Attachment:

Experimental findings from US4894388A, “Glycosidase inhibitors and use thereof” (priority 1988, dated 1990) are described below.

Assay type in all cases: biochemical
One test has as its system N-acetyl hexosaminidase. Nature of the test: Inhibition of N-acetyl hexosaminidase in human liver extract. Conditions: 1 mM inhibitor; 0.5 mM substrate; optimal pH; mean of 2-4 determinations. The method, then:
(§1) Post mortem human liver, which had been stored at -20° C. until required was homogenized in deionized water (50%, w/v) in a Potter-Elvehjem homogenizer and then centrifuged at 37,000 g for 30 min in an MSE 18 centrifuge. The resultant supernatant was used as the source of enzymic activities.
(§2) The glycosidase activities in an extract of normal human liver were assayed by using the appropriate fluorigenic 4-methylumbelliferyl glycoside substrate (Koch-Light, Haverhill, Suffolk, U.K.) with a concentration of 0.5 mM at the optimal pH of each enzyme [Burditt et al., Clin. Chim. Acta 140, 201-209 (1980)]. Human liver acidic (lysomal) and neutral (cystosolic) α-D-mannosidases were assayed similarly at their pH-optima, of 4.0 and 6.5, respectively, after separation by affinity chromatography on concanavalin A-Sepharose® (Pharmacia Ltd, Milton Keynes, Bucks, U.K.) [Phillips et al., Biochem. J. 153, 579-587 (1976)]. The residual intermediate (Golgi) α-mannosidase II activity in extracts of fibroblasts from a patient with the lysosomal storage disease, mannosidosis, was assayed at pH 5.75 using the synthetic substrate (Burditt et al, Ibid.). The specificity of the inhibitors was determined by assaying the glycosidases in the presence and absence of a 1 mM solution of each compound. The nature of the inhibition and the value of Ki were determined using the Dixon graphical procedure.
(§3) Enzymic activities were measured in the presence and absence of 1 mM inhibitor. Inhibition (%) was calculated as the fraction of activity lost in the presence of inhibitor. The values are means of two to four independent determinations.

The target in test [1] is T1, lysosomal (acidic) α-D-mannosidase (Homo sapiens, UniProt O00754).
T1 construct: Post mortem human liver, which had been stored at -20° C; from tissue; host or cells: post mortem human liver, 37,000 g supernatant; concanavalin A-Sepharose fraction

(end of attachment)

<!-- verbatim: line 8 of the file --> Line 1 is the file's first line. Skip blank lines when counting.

T1 construct: Post mortem human liver, which had been stored at -20° C; from tissue; host or cells: post mortem human liver, 37,000 g supernatant; concanavalin A-Sepharose fraction